Monday, May 15, 2017

Kanye West Claims He’s an Alien Starseed

8 Archaeological Finds Missing From Your History Book

1. The unfinished obelisk

For how long and complex human history is, it’s no big surprise to me that it would miss a few major places and events, right? Well we’ll help you fill in the gaps a bit.

This obelisk was recently found in Aswan, Egypt, and was ordered to be constructed by Hatshepsut in the mid 1500s BC.

The obelisk was never finished, but if it had been, it would have been Egypt’s largest. 


Lost Ancient High Technology Of Egypt: The 1200 Ton Obelisk



2. Yonaguni Monument

It’s debated among experts whether or not this underwater monument off the coast of Japan was created naturally or by man.


  
It features twin obelisks that appear to have been placed there, as well as a formation above it called “the turtle.” What do you think made it? 


BBC - Yonaguni




3. The Stone Spheres of Costa Rica

This is quite the mystery! Not much is known about this giant spheres other than the fact that they were likely made by the Diquis people who lived from 700 to 1530 AD.



Legend has it that these spheres were originally made in Atlantis, but it’s all speculation. 

Hugh Newman Explores the Stone Spheres of Costa Rica


4. The Longyou Grottoes

These tunnels found in Zhejian, China are enormous and date back as far as 212 BCE.


They are covered from floor to ceiling in precise, 60 degree angled markings. 

China World Heritage List :: Longmen Grottoes


5. Göbekli Tepe

This was a major find because it made scientists rethink the origins of human society.


It was found near a mountaintop in turkey and predates agriculture, which indicates that primitive religion may have been what originally brought civilization together, not commerce. This monument dates back to 10,000 BCE. 

12,000 Years Old Unexplained Structure



6. Boheno-Daro

This interesting ancient city, built in 2600 BCE in what is now Pakistan, is one of the earliest examples of city planning. This town contains roads and a drainage system that worked like a sewer.



The Indus Valley Civilisation Mohenjodaro and Harada



7. Saksaywaman

Saksaywaman is a fortress outside of Cusco, Peru – the former capital of the Incan nation.


These giant rocks are fitted tightly together. Hundreds of years later, you can’t even fit a piece of paper through them. Now that’s tight! 


David Hatcher Childress In Megalithic Peru: Sachsayhuaman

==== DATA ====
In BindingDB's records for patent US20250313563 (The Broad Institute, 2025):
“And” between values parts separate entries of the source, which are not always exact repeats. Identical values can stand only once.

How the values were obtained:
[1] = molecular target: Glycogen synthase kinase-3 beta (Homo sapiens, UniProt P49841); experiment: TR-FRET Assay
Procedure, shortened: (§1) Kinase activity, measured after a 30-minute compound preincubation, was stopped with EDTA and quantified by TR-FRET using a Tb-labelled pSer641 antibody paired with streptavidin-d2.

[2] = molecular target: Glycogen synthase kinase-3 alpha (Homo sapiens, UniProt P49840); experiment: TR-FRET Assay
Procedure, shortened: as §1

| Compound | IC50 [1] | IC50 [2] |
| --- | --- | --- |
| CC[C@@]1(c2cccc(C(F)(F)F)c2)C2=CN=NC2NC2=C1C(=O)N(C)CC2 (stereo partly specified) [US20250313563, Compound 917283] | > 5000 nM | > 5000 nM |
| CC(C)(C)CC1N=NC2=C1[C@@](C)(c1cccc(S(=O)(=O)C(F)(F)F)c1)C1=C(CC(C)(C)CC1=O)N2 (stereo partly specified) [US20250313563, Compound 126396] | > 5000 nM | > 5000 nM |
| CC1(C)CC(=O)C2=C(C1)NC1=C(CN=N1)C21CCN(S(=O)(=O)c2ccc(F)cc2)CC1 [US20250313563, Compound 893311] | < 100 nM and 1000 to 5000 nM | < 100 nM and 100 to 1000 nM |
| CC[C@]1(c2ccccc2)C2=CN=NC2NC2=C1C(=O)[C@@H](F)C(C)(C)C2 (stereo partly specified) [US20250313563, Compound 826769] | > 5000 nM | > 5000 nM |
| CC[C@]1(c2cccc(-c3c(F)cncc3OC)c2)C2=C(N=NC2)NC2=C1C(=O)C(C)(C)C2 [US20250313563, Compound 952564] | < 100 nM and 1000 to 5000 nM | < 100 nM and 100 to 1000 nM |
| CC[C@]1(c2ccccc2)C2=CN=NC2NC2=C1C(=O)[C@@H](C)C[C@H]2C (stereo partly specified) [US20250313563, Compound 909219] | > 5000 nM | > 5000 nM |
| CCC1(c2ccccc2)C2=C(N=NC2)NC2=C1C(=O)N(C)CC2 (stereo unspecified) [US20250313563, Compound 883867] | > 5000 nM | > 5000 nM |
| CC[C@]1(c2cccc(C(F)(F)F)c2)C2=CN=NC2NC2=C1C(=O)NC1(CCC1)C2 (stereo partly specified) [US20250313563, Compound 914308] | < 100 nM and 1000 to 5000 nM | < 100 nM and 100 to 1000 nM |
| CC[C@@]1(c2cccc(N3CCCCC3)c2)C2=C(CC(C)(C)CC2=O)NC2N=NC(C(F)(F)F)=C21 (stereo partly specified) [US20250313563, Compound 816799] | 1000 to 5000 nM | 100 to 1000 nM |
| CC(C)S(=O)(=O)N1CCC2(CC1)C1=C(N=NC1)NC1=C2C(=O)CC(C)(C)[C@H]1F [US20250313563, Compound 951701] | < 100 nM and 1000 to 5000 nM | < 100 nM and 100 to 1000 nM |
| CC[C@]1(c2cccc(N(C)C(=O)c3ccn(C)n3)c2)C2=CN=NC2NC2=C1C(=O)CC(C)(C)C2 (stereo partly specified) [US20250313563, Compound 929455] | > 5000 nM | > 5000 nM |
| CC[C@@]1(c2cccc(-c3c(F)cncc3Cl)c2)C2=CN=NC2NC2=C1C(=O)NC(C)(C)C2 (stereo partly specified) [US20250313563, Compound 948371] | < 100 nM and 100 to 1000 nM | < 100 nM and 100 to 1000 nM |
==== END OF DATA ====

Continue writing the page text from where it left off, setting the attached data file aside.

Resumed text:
8. L’Anse aux Meadows

This settlement in North America is believed to have been built by the Vikings 500 years before Columbus discovered the continent for the European empire.


It’s incredible to think that vikings made it all the way to North America from their home in Northern Europe.

L'Anse aux Meadows - The Vikings


By Higher Perspective

Huge Underwater Structure in the Sea of Galilee is a Mystery to Archaeol...

Sunday, April 9, 2017

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10 Amazing Caves of the Ancient World


Caves play an important role in the story of humanity. In addition to providing shelter for our earliest ancestors, caves were also often considered to be mystical and magical realms. 

For some cultures, caves are the gateways to the underworld, while others believed that supernatural beings dwelled in these subterranean areas. 

Here we look at ten incredible caves or cave systems of the ancient world, from 70,000-year-old shelters for prehistoric humans to 18th century meeting places for black magic and sordid rituals.

Devetashka - the Bulgarian Cave with 70,000 Years of Human Habitation

Devetashka cave is an enormous cave in Bulgaria, which has provided shelter for groups of humans since the late Paleolithic era, and continuously for tens of thousands of years since then. Now abandoned by humans, it remains a site of national and international significance and is home to some 30,000 bats.



Devetashka cave, which is known as Devetàshka peshterà in Bulgaria, is located roughly 18 kilometres north of Lovech, near the village of Devetaki.

Beautiful stalactites and stalagmites, rivulets, majestic natural domes and arches can be found within the enormous cave and one can see why various human populations would have chosen Devetashka as their home.


The earliest traces of human presence date back to the middle of the Early Stone Age around 70,000 years ago. The Devetashka cave also contained one of the richest sources of cultural artifacts from the Neolithic (6th millennium - 4th millennium BC).

The Dark Reputation of the Dunmore Cave of Ireland

Dunmore (meaning ‘great fort’ in Irish) Cave is a limestone cave located about 11 kilometers (6.8 miles) to the north of Kilkenny City, near Castlecomer. Within the cave, there is around 300 meters (99 feet) of known passages and caverns.



Dunmore Cave was at one point of time within the territory of the ancient Irish kingdom of Ossory, which was situated between the Viking strongholds of Dublin, Waterford and Limerick. The rivalry of the different Viking clans in Ireland provided one of the most chilling episodes in the history of Dunmore Cave.


According to the Annals of the Four Masters, around A.D. 928, the Vikings of Dublin were marching to attack their rivals in Waterford. On their way to their enemy’s place, it is said they raided and pillaged the surrounding countryside. 

When they arrived at Dunmore Cave, they found a large number of women and children hiding in it. Allegedly hoping to capture them alive so that they could then be sold as slaves, the Vikings devised a plan to drive them out of the cave.

They lit large fires at the mouth of the cave in order to force them out of their hiding. The fires grew too large and consumed the oxygen in the cave, resulting in the suffocation of the refugees. It is recorded that a thousand people died in this manner.